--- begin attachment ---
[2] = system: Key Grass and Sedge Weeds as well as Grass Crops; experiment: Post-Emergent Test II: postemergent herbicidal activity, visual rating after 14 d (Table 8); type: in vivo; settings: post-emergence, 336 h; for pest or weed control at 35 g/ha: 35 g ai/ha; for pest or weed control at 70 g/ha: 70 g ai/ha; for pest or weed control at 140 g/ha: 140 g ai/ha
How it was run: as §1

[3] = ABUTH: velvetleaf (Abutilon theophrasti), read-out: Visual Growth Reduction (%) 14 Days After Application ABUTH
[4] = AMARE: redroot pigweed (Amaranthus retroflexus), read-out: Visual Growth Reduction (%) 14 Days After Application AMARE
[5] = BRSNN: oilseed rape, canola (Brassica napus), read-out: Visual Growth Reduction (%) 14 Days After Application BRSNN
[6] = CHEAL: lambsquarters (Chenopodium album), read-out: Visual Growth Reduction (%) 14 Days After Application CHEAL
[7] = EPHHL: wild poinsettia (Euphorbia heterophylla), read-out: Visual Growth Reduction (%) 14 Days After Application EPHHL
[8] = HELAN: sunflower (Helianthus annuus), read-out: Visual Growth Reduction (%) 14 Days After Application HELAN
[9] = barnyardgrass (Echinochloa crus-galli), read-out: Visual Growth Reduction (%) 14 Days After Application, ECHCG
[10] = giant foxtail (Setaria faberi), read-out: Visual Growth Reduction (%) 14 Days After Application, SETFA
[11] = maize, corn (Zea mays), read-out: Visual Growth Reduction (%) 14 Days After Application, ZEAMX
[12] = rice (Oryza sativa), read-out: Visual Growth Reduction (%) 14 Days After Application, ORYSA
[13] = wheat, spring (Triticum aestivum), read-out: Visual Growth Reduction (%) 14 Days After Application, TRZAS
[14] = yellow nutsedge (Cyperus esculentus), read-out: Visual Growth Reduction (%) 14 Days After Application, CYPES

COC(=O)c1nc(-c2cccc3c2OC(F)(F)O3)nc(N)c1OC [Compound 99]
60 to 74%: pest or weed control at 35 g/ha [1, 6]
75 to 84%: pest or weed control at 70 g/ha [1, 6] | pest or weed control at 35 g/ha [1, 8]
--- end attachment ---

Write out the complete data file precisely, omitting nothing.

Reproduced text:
[2] = system: Key Grass and Sedge Weeds as well as Grass Crops; experiment: Post-Emergent Test II: postemergent herbicidal activity, visual rating after 14 d (Table 8); type: in vivo; settings: post-emergence, 336 h; for pest or weed control at 35 g/ha: 35 g ai/ha; for pest or weed control at 70 g/ha: 70 g ai/ha; for pest or weed control at 140 g/ha: 140 g ai/ha
How it was run: as §1

[3] = ABUTH: velvetleaf (Abutilon theophrasti), read-out: Visual Growth Reduction (%) 14 Days After Application ABUTH
[4] = AMARE: redroot pigweed (Amaranthus retroflexus), read-out: Visual Growth Reduction (%) 14 Days After Application AMARE
[5] = BRSNN: oilseed rape, canola (Brassica napus), read-out: Visual Growth Reduction (%) 14 Days After Application BRSNN
[6] = CHEAL: lambsquarters (Chenopodium album), read-out: Visual Growth Reduction (%) 14 Days After Application CHEAL
[7] = EPHHL: wild poinsettia (Euphorbia heterophylla), read-out: Visual Growth Reduction (%) 14 Days After Application EPHHL
[8] = HELAN: sunflower (Helianthus annuus), read-out: Visual Growth Reduction (%) 14 Days After Application HELAN
[9] = barnyardgrass (Echinochloa crus-galli), read-out: Visual Growth Reduction (%) 14 Days After Application, ECHCG
[10] = giant foxtail (Setaria faberi), read-out: Visual Growth Reduction (%) 14 Days After Application, SETFA
[11] = maize, corn (Zea mays), read-out: Visual Growth Reduction (%) 14 Days After Application, ZEAMX
[12] = rice (Oryza sativa), read-out: Visual Growth Reduction (%) 14 Days After Application, ORYSA
[13] = wheat, spring (Triticum aestivum), read-out: Visual Growth Reduction (%) 14 Days After Application, TRZAS
[14] = yellow nutsedge (Cyperus esculentus), read-out: Visual Growth Reduction (%) 14 Days After Application, CYPES

COC(=O)c1nc(-c2cccc3c2OC(F)(F)O3)nc(N)c1OC [Compound 99]
60 to 74%: pest or weed control at 35 g/ha [1, 6]
75 to 84%: pest or weed control at 70 g/ha [1, 6] | pest or weed control at 35 g/ha [1, 8]